Forecasts of recession seem to be flowing from all corners these days, but this week’s initial estimate of economic activity for the first quarter (Apr. 27) is expected to show that growth prevails.
The median estimate for Q1 output held steady at a 2.0% rise, based on a set of nowcasts compiled by CapitalSpectator.com. The nowcast is unchanged from our previous update on April 17. Meanwhile, today’s revision marks a modest slowdown from Q4’s 2.6% increase.
One of the components in the chart above switched to modestly positive estimates from negative in the previous estimates. As a result, all seven inputs are nowcasting growth for Q1.
The survey-based Composite PMI, a GDP proxy, has recently strengthened, offering support for thinking that recession risk may be lower than some forecasts suggest. “The latest survey adds to signs that business activity has regained growth momentum after contracting over the seven months to January,” says Chris Williamson, chief business economist at S&P Global Market Intelligence. “The latest reading [for April] is indicative of GDP growing at an annualized rate of just over 2%.”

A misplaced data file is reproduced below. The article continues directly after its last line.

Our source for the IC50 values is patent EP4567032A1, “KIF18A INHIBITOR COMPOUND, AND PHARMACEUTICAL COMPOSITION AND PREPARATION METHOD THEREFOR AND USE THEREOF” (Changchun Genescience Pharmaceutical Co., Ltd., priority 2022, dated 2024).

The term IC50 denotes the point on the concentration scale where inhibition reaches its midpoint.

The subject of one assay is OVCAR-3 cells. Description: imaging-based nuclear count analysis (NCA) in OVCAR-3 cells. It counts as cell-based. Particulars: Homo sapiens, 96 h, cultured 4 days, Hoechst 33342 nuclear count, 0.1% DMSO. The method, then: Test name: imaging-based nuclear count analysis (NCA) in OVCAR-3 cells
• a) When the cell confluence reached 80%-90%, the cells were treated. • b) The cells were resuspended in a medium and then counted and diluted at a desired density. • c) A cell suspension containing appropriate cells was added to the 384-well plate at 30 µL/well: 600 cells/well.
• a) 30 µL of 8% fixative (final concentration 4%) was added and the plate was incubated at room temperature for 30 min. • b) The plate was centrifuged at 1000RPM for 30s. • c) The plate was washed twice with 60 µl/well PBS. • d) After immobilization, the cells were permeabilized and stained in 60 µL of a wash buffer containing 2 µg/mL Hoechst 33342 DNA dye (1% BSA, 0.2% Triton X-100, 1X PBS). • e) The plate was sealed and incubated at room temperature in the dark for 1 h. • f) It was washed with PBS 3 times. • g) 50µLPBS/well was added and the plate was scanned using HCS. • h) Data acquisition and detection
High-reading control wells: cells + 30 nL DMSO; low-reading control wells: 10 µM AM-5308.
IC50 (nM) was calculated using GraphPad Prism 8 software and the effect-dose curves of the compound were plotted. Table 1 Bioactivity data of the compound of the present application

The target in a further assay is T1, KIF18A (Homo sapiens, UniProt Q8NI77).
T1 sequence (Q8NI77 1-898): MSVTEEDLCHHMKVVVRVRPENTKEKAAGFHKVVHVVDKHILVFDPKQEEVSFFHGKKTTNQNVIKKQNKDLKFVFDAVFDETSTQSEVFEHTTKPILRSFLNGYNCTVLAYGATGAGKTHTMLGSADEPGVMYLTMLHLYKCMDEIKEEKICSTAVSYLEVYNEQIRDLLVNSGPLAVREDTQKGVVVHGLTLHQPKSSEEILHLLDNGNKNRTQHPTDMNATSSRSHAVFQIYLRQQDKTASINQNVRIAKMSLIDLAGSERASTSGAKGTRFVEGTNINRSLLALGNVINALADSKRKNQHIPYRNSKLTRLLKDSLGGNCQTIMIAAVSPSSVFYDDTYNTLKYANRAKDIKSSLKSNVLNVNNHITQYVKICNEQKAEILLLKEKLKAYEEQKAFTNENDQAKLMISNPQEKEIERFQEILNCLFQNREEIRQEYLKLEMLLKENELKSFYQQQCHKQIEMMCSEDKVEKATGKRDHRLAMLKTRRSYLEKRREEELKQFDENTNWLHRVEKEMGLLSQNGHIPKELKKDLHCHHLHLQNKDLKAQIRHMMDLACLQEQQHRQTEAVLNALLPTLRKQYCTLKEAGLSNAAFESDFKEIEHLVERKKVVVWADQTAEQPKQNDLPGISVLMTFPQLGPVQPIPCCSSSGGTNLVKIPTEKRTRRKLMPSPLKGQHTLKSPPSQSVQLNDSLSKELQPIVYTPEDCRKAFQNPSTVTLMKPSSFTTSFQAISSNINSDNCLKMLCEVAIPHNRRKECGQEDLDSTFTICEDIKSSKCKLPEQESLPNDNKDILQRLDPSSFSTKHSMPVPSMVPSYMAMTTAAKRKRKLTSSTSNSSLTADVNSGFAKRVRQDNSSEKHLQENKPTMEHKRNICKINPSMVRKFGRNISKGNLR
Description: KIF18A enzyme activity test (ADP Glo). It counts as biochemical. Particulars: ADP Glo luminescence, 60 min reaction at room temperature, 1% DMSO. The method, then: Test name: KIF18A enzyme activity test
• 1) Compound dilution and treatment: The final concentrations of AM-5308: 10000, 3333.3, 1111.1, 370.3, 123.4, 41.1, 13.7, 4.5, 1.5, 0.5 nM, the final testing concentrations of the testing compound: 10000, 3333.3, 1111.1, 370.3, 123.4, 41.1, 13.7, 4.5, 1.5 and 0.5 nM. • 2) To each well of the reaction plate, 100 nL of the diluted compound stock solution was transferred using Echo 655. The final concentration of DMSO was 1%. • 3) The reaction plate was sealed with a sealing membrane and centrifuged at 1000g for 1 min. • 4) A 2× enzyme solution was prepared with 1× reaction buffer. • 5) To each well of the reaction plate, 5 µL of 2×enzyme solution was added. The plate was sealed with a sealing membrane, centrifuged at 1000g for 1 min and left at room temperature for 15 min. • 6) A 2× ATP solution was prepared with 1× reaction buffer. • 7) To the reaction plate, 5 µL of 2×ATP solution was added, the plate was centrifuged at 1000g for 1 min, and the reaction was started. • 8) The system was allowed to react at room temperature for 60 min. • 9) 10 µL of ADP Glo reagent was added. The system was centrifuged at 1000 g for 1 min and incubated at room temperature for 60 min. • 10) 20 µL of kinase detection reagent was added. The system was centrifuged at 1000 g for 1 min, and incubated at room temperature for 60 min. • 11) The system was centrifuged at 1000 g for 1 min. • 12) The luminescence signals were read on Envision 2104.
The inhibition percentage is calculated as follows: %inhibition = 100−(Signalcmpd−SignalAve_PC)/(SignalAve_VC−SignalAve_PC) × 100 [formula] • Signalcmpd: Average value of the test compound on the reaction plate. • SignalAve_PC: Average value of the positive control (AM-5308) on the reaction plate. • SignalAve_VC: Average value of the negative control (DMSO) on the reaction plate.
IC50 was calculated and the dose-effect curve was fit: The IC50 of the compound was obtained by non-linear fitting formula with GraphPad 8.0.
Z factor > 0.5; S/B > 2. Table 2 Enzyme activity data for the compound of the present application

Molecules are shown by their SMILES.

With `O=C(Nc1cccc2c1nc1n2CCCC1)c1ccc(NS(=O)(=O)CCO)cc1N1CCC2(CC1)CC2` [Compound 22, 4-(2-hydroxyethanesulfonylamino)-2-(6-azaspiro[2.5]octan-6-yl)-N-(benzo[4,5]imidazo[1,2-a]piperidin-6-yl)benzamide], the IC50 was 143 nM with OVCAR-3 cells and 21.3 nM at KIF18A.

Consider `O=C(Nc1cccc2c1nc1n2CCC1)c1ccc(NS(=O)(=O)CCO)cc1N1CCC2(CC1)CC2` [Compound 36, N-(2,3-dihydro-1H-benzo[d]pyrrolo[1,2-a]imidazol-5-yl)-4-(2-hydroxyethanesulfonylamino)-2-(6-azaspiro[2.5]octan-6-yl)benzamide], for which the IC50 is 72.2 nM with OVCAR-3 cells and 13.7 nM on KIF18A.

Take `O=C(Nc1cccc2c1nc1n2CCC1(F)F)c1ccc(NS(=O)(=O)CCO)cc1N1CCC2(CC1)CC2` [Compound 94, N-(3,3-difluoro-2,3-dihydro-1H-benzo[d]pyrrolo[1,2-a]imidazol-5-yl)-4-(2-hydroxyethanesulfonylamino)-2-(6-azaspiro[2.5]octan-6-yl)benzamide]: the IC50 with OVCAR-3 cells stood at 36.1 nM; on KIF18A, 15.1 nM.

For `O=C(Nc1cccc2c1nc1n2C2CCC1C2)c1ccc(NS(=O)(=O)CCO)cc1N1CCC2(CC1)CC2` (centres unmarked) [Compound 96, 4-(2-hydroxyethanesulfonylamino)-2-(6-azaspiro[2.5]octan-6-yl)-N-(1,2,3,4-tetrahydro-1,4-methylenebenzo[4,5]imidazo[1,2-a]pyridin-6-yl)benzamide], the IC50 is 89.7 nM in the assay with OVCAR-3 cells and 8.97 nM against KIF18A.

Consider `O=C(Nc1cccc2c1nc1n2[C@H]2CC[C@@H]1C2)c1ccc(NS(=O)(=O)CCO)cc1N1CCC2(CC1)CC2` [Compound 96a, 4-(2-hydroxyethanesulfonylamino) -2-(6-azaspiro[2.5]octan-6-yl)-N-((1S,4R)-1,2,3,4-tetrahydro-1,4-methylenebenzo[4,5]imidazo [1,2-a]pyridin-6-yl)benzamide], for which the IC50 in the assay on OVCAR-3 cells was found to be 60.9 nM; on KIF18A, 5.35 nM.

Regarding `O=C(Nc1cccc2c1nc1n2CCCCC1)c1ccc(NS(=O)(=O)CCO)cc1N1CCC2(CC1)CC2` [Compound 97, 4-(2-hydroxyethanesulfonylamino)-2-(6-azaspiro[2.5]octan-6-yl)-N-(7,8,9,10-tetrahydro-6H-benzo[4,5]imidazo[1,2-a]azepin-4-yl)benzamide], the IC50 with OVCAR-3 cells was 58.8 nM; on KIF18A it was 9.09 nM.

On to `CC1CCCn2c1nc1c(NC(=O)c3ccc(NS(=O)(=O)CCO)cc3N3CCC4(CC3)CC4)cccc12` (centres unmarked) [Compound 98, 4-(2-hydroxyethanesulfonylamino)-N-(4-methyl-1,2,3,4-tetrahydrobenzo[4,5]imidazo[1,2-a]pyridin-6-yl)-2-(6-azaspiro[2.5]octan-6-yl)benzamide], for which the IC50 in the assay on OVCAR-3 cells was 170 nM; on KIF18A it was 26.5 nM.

The economic expansion looks set to survive in the official Q1 data, but recession forecasts persist. A new survey of economists at companies and trade groups finds that “panelists are nearly evenly split on the probability that the U.S. economy will enter a recession in the next 12 months,” according to National Association of Business Economics. The poll shows that 44% of economists indicate a higher-than-50% probability for a downturn, while 53% suggest a lower-than-50% probability.
Although today’s median nowcast for Q1 points to relatively high odds that output will stay positive, a substantial downside miss in Thursday’s data would signal that recession fears are more credible than today’s outlook implies.
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